Business Operations

Selling Cedar in the Age of Climate Change

The push to more eco-friendly behavior is changing how we live. It’s affecting our choices in small, incidental actions like using re-fillable coffee cups and recycling plastic bags, to larger life milestones such as the kind of cars we drive or the materials our homes are made of.

The push to more eco-friendly behavior is changing how we live. It’s affecting our choices in small, incidental actions like using re-fillable coffee cups and recycling plastic bags, to larger life milestones such as the kind of cars we drive or the materials our homes are made of.

Consumers are now expecting businesses to do their part, as well. In a recent Nielsen study, 81% of respondents strongly agreed that companies should take responsibility for improving the environment. The world is demanding action on climate change, and that action is now being seen in what motivates consumers to choose one product over another.

In this respect, natural, climate-friendly and sustainable products like wood may soon have the upper hand over composite products at the retail level, particularly as awareness of climate change grows. For the past decade or so, composite materials have been a growing threat to wood decking and siding products, but little has been said about the environmental impact these products have.

So it’s no coincidence organizations like the Softwood Lumber Board are promoting the environmental benefits of wood as a structural material, and the Western Red Cedar Lumber Association (WRCLA) is shifting its message strategy to emphasize cedar’s green and sustainable aspects.

As noted in “Don’t Just Sell the Cedar, Sell the Value” (BPD, Sept. 2019, p. 14), WRCLA recommends that its retail members promote the unique properties and value of cedar to increase sales and grow its competitive advantage. Of specific importance among these unique properties is the species’ role as a climate-change mitigator, which the WRCLA will promote to address growing consumer concerns over the environment.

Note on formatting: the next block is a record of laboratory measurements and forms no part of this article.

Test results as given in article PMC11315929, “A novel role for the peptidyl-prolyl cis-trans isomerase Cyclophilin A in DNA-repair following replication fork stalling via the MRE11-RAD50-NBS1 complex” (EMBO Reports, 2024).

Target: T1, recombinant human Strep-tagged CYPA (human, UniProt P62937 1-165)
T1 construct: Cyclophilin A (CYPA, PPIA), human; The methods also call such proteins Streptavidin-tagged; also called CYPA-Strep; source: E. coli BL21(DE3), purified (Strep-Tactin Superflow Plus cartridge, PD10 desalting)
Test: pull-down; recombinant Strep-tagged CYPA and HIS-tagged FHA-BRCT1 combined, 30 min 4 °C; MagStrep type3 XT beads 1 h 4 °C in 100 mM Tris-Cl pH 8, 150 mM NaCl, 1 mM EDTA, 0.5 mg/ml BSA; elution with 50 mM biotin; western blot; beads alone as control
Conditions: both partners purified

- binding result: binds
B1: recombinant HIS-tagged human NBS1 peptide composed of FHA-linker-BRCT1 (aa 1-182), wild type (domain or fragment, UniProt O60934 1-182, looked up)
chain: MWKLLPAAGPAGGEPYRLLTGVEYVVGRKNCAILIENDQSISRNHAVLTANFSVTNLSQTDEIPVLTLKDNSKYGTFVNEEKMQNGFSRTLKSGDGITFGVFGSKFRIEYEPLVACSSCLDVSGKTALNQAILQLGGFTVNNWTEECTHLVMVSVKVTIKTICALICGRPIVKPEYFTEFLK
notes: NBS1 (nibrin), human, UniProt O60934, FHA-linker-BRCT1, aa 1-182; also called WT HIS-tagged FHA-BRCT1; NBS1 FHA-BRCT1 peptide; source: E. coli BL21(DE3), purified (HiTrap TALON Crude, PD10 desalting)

Although recent consumer studies conducted by the WRCLA show that price and appearance are still the most relevant factors when it comes to making a purchase decision, choosing products that have a climate-friendly impact is on the rise. Any cedar product under the Real Cedar brand can only come from sustainably and responsibly managed forests, meaning it is a completely renewable resource. Lifecycle Assessments (LCAs) also show that natural wood products like western red cedar have the lowest impact on the environment to manufacture, versus building materials like concrete, vinyl or steel, which are very emission intensive.

“We’re definitely ahead of the curve in terms of climate-change messaging,” said Brad Kirkbride, managing director for WRCLA. “Price, appearance and previous experience are still the most common reasons for choosing a decking or siding material, but as climate change continues to grow as a global issue, we’re seeing more and more choices being made that take climate impact into consideration.”

Here are several reasons Real Cedar has the environmental advantage over composite products: